Seriously, you are going to a FTO as an individual customer, paying them thousands and then they are going to make you wear fancy dress I'm sure it will make your flying much better, how many bars to they insist you wear?
Most FTOs require the uniform even for a private pilot doing an IR conversion.
The one I saw this morning would however allow me to wear four bars because I already have a CPL
I am the Owner of a supplier of clothing and accessories to the GA market.
Starting up a caper like this is expensive and the volumes are very low. At current volumes we have to do our manufacturing and customisation in the UK, which is great for jobs, but terrible for margins.
We have made some big/expensive mistakes along the way and found some of our market assumptions where a bit off. For instance, we had a desire to broaden the colour palette avilable for Pilots from black and navy...but all that happened was that people only bought the black and navy items!
A big lesson we have learnt is that Pilots are unlike Sailors, riders and snowboarders (wearing Crew, Joules & Fat Face respectively) in that they don't tend to want to display their hobby as an aspirational lifestyle
We are more focussed now, most of our clothing is low-key with small discrete logos and we are trying to focus on items that enhance the flying experience/safety, such as the Wristboard, Flight Cap, Gilet and trousers, but everytime we think we may turn the corner and start to turn a profit, the bank raises its charges....
We are well on our way to a small fortune, having started with a larger one!
Edited to add that in response to the above post on materials, the majority of our clothes are made from cotton
- You're quite right, that most aviation people prefer not to display their activity outside of the flying environment too ostentatiously (microlight and hang-gliding people probably being the exception).
- It would be really helpful if catalogues such as Transair actually stated fabric and flammability next to clothing products.
- If you can make a modern, smartish, non-green copy of the RAF cold weather flying jacket, there is a massive market for that- especially in the rotary wing world.
- I'm not a moderator on Private Flying, but speaking as a regular contributor and a mod elsewhere on PPRuNe, I reckon that you'll find people here more than happy to contribute to sensible attempts to gauge opinions about designs, styles and composition of clothing for flying.
Thank you Ghengis, we always state the materials on our products so that the customers can make an informed choice on what they wear.
A flying jacket is something we would like to do, but everyroad we travel down would lead to a retail price of over £100, experience has told us that this is too steep for the average flyer, but we will continue to look, I liked my cold weather jacket too!
We do like feedback and comments on our products, I will also post some questions on here too.
We have had some great feedback on how our customers have customised their Wristboards to hold their iPhones/GPS, folding PLogs, rags on string, etc, etc which is great to hear, and shows that the great British inginuity is alive and well in the GA world!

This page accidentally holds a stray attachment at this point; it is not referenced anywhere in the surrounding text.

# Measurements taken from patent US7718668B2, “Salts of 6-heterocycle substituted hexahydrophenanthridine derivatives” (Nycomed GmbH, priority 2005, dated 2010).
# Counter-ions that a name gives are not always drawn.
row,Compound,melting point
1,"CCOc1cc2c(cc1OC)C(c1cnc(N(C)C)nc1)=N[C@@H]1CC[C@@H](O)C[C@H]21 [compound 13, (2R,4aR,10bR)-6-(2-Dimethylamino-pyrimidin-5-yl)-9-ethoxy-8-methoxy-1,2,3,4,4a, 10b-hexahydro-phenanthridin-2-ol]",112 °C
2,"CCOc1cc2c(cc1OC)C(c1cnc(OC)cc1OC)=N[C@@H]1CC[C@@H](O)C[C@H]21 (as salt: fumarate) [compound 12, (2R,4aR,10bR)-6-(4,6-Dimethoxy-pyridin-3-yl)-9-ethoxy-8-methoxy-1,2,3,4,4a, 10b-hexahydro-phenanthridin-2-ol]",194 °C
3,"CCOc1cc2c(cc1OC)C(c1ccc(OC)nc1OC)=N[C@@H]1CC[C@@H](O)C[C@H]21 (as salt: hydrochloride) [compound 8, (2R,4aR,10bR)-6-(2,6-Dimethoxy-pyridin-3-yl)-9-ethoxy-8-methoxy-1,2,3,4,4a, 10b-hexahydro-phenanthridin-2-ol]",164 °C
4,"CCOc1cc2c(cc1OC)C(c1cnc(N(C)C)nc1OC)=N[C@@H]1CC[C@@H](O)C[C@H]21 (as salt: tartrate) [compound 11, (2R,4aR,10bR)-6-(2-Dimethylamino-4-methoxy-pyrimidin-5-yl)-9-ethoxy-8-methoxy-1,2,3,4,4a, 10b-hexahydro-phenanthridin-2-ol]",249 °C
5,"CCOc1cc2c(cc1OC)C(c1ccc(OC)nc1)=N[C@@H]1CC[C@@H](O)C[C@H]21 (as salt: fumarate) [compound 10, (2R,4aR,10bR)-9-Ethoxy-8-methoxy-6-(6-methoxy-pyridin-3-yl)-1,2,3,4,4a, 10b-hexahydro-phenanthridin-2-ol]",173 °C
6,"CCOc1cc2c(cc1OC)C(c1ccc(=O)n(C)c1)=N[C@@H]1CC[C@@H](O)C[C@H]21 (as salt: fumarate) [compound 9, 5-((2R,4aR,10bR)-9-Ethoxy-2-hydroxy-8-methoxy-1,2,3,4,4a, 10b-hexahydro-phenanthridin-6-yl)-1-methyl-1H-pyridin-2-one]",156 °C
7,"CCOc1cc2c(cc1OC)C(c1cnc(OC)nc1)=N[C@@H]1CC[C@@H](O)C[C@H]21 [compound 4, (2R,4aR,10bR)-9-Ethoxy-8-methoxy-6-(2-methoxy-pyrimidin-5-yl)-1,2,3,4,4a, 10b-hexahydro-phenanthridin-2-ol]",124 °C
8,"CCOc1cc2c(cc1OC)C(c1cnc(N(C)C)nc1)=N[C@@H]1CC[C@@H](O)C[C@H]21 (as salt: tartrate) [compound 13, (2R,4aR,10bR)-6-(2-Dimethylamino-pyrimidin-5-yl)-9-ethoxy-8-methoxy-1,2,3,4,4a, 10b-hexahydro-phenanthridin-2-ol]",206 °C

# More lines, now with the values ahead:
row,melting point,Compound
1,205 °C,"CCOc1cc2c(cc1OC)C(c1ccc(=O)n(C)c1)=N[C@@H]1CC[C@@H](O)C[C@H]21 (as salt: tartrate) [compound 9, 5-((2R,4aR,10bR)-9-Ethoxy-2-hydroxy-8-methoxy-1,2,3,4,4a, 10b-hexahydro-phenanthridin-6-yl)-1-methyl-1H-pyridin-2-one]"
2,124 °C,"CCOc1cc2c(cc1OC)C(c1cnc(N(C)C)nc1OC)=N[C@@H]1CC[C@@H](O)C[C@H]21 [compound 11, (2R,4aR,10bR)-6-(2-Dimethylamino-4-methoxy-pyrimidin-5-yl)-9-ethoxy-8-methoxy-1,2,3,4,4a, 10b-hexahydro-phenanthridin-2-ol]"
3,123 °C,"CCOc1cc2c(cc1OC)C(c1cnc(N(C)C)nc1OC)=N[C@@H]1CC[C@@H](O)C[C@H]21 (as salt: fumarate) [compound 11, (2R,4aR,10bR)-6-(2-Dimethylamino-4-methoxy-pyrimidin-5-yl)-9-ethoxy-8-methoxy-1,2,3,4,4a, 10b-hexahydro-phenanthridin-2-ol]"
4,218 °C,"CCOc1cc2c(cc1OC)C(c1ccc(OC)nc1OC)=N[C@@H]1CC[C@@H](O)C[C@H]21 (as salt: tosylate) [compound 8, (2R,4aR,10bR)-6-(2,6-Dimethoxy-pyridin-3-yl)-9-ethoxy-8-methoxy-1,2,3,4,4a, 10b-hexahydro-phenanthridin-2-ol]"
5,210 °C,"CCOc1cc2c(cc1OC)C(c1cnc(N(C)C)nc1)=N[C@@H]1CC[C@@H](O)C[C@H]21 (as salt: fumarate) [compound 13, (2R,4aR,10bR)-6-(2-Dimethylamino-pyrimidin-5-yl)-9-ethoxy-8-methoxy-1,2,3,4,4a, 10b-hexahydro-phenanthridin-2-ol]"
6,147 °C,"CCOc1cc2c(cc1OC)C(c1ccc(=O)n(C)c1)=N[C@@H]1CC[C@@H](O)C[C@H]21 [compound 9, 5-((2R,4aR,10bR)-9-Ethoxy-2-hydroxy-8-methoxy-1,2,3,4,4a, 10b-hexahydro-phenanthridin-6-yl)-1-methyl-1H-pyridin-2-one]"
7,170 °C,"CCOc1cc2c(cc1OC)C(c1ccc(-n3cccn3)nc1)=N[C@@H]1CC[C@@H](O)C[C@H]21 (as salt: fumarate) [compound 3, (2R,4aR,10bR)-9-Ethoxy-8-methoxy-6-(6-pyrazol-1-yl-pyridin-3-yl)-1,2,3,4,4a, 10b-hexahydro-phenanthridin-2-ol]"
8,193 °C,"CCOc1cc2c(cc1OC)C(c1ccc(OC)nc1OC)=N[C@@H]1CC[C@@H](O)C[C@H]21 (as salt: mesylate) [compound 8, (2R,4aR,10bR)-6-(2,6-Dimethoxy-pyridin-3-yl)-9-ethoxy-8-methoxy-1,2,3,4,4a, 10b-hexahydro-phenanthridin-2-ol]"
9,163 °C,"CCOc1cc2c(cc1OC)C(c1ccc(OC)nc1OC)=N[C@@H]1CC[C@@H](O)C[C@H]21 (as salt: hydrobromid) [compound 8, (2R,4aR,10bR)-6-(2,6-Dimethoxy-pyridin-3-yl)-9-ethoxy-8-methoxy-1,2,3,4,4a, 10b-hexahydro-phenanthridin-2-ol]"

Wish you could get a cotton pilots jacket with a couple of pen holders on the shoulders.
The best I have seen was an old RAf flying jacket made out of the same stuff as they make rugby tracksuits out of. The bloke that had it said he could only wear if away from base and he had to be on constant guard of it being nicked.
And I know its not GA but if you could source some pilot shirts with a decent cotton mix. Not 100% been down that road and they are a bastard to iron. 70% or 80% cotton seems to be a good trade off.
We started due to the fact that the only flying clothing available was for muppetry, I don't need to wear a green babygro and Bonedome any more and I certainly don't want/need eppaulettes.
Our aim is to provide good quality, functional clothing, at reasonable prices that you can wear at the destination as well as in the cockpit. Our Vintage Sweatshirt was from the same supplier as Crew Clothing and looked identical (apart from the price-tag!) Alas we can't source them at the moment. Our jumpers are very smart and pure heavy cotton, so warm, but breathable and have sold very well in Norway!
We chose the Chipmunk as it is a generally admired aircraft in the GA scene, has some aspirational and historic overtones, makes ex-cadets go all misty-eyed (jump, jump John!) and both my Wife and I have had some terrific fun flying with Janie in hers.
It was cockpits like the Chippy's that we designed the Wristboard for, so you don't have to wear the gro-bag and scribble on your legs
Good question. Unfortunately, there's nothing we can do about it except -
Check the internet (incl eBay) for lowest prices. Check the prices at American pilot shops - usually much cheaper, even if you have to take shipping costs etc into account. (ie If you don't have friends/family visiting the States.) Look out for second-hand kit advertised in your flying club and on aviation websites that allow ads. (PPRuNe doesn't.)
I turned up for my CPL skill test in my usual natural-fibres "uniform" of flying cotton trousers and cotton polo-neck, my instructor looked at me with horror and quietly asked me if I had "proper" clothes to change into. I didn't, the examiner didn't seem to care and I got a first time pass. I have yet to own a white shirt with eppaullettes, and suspect that I may never do so.
Kinda likewise. I showed up to my CPL test in a pair of jeans, Megadeth t-shirt and Converse All-Stars. My instructor (a top guy, incidentally) asked if I had a shirt I could put on... I asked if it would help me fly any better.
If I were going for a job interview I'd be suited and booted, but when I'm paying over £750 for a CPL skills test I'll damn well wear what I like.